Outdoor therapy therapist, Ellie Hobson has a Diploma in Integrative Counselling, which is person-centred & psychodynamic. Before launching Wild Therapy, Ellie had previous experience of working in a residential setting with children who have been in care. She has three years of experience working for Crossreach Counselling, Inverness and Imagine If, Newtownards, as well as launching her own therapeutic organisation, Wild Therapy.
Why Wild Therapy?
For some of our most complex problems, nature provides quite a simple solution. Wild Therapy is the product of two of my passions in life – the outdoors and helping people on their journey towards emotional wellbeing. Since qualifying as a counsellor, I wanted to create a fresh and organic approach to counselling. I wanted to take it outside, beyond the four walls of the therapy room. It would appear I’m not the only one who thinks that nature is a great cure. This article from The Guardian tells how doctors on the Shetland Islands in Scotland are now promoting nature prescriptions to patients who are suffering from long term chronic illnesses.
For me, a breath of fresh air does something physically, mentally and emotionally. It makes sense to me that if we absorb trauma through our bodies, then the best release will also come through our body – which means getting outside and moving so we can help this shift.
It doesn’t matter how fit you are.
Through Wild Therapy, I work one-to-one with clients, walking and talking along the coastal path at Helen’s Bay or through the forest at Crawfordsburn Country Park. I also offer wild swimming as an option for anyone who wants to brave the cold Northern Irish seas. I’ve been doing this myself weekly for over a year now and the uptake has been huge. Helen’s Bay on a Saturday morning looks more like the Costa Del Sol! I’m a huge advocate of the benefits of cold water swimming. It’s worth saying that this isn’t about how good a swimmer you are, or how fit you are, or how fast you can walk, like other outdoor activities. It’s about connecting with the natural environment, and then, essentially, reconnecting with yourself.
I tend to spend at least a portion of our sessions in silence and I make a point of stopping at certain points along the way to be still, where we can ground ourselves and just ‘be’ for a while. I think now, particularly as we emerge from this pandemic, there is a new appreciation for the simple things we have found through being in the great outdoors. The time feels ripe for this kind of approach as people seek to recover from being cooped up at home during various lockdowns.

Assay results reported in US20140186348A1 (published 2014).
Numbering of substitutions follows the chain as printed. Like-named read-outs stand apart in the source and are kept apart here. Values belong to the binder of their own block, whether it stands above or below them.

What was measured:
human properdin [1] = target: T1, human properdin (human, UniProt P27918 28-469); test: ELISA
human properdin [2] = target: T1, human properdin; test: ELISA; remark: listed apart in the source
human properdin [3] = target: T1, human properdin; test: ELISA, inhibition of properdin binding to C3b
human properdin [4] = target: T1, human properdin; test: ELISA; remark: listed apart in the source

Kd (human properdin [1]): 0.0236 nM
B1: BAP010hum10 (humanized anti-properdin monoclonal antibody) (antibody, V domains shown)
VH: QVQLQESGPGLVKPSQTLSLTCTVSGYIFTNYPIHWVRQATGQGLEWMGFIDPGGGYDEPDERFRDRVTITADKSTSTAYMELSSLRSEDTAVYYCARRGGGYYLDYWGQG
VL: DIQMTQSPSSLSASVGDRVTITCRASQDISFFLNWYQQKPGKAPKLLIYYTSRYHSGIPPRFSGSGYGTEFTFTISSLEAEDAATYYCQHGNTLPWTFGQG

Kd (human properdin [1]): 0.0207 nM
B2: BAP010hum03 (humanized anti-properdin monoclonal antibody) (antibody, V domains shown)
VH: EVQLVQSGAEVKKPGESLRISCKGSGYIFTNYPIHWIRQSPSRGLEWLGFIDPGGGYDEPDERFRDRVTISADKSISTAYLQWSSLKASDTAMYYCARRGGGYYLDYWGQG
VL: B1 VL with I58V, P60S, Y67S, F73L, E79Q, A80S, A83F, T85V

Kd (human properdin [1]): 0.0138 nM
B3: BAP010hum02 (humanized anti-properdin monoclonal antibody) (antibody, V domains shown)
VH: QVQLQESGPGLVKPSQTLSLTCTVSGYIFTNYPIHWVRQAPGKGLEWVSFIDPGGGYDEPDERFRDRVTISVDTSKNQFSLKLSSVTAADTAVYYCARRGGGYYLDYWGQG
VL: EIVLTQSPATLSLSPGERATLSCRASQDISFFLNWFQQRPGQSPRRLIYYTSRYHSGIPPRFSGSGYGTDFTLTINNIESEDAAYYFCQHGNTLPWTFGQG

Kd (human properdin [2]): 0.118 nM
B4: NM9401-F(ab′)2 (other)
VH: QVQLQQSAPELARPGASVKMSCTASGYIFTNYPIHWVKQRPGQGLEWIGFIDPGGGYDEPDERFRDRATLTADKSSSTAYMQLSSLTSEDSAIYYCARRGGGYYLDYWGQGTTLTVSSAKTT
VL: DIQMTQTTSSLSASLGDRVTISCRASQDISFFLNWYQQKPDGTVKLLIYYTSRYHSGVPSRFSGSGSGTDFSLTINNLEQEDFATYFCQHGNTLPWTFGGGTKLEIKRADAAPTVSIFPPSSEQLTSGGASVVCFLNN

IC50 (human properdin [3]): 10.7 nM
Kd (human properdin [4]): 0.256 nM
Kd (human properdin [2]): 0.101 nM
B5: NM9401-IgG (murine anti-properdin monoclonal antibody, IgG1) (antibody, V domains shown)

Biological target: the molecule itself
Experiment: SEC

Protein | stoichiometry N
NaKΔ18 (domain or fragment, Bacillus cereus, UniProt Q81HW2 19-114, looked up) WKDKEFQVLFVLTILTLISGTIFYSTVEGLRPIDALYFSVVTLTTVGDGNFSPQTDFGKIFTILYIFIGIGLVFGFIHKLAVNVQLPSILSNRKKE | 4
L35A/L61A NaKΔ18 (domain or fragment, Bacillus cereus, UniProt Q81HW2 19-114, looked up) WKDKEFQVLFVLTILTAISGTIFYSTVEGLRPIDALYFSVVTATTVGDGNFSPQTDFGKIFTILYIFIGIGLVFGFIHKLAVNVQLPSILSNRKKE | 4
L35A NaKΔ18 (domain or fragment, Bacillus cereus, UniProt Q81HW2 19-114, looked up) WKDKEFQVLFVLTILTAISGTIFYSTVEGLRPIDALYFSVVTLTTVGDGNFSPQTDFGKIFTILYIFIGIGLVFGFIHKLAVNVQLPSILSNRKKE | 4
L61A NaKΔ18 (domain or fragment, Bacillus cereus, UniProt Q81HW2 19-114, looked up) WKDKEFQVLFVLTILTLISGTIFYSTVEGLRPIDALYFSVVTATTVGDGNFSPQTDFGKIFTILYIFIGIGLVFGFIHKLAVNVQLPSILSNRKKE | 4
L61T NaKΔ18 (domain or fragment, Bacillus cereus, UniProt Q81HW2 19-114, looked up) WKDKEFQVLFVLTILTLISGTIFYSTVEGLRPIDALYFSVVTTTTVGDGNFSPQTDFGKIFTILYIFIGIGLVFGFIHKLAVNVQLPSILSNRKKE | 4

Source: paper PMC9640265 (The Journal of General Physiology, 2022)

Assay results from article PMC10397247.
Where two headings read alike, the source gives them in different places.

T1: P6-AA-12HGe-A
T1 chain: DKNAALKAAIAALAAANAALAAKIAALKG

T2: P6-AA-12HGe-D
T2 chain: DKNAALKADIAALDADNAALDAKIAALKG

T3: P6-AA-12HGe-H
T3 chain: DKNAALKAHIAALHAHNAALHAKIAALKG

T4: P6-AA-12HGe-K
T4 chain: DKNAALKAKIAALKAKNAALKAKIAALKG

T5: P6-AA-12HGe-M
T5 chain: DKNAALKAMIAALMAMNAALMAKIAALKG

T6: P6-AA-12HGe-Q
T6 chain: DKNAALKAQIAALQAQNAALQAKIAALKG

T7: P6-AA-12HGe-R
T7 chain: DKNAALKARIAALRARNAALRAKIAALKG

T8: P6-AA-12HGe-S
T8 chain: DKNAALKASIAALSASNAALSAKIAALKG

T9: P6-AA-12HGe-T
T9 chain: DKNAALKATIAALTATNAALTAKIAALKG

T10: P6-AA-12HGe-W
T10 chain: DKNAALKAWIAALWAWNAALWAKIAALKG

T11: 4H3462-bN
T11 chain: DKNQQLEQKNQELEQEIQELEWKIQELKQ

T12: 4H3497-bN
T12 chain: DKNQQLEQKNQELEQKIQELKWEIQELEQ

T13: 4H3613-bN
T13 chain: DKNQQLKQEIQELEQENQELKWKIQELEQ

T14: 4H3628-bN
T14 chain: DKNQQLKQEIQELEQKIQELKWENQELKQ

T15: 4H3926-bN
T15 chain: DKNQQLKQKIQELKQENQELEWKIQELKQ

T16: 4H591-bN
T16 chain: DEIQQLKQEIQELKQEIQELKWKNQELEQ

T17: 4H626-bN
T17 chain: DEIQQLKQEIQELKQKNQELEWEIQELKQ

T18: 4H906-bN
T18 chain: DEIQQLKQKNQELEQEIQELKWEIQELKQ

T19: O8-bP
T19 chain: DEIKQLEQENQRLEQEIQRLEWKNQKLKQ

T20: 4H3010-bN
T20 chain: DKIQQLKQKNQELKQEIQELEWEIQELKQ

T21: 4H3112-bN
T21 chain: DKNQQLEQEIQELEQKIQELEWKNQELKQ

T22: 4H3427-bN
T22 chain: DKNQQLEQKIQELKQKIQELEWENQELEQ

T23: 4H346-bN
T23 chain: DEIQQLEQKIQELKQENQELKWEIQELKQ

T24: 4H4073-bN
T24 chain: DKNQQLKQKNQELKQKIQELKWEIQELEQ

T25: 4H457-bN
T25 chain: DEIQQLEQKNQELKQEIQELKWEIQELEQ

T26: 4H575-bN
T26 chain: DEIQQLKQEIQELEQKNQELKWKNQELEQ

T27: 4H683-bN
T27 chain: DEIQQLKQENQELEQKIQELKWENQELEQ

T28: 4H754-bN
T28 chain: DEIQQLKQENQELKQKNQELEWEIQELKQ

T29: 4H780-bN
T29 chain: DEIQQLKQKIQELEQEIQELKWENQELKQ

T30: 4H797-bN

Slow down and pause.
I think if the pandemic has taught us anything, it’s been how to slow down or pause. There’s something about the simplicity of it that I love. There is so much research out there these days confirming what we’ve all probably known for years: that green spaces improve our well being. This article, published by TIME magazine, shows how even 20 minutes spent in green spaces can improve your mood. It also reiterates that doctors are beginning to recognise this and are actually using nature as a prescription. Outdoor therapy can help all of these things.
How do you incorporate more green into your day?
You don’t have to climb a mountain or anything extreme like that for Outdoor therapy, just decide to take a wander to your nearest park or green space today. Adopt a morning walk into your routine before your work day begins or for the not so early risers, an evening walk. Watch a sunset. Organise a walk & coffee with a friend. Nature is so accessible. This is not about performance, it’s about well being. Notice your surroundings, pay attention to a tree, a river, a bird or a flower for a minute. The key is to make it a practice in your everyday rhythms of life. Make a walk part of your routine and try as best you can to prioritise this time in your day for you. Put it in your diary if you need to!
Benefit from the simplicity of nature.
I started Wild Therapy because I have a vision to see people benefit from the simplicity of nature, where we can have meaningful connections with one another and ourselves, and where we can reconnect with whatever feels like has been disconnected. Wild Therapy has been going now for just over a year and our client base is growing by the day. I think more and more people are waking up to the simple benefits of walking and being with nature.
I love what I do and over the next year I hope to expand Wild Therapy to provide a space for younger ages to come to a forest school kind of idea, where kids can come and play in the woods, learn how to bake bread rolls on the fire, build a den from sticks or experiment in a mud kitchen.
Re-discover your wild.
I was very fortunate as a child because I naturally just did all these things, but sadly, I think this experience has been lost for children growing up these days. I’m in the process of planning Outdoor Therapy journeys for young people and adults, as an opportunity to come away into the mountains for 3-7 days and learn what it might mean to re-wild. These trips will be a time for disconnecting from devices so you can reconnect with yourself, nature and the people you come away with. Here, you’ll learn quickly what it means to be self-reliant. You’ll be carrying your own camping kit and cooking for yourself each night.
There’s so much good work being done by an organisation called The Wilderness Foundation in England and Scotland over the past 20 years and we hope to collaborate with them this coming year to offer experiences for young people in Northern Ireland. We hope you’ll think about joining us someday to re-discover your wild!
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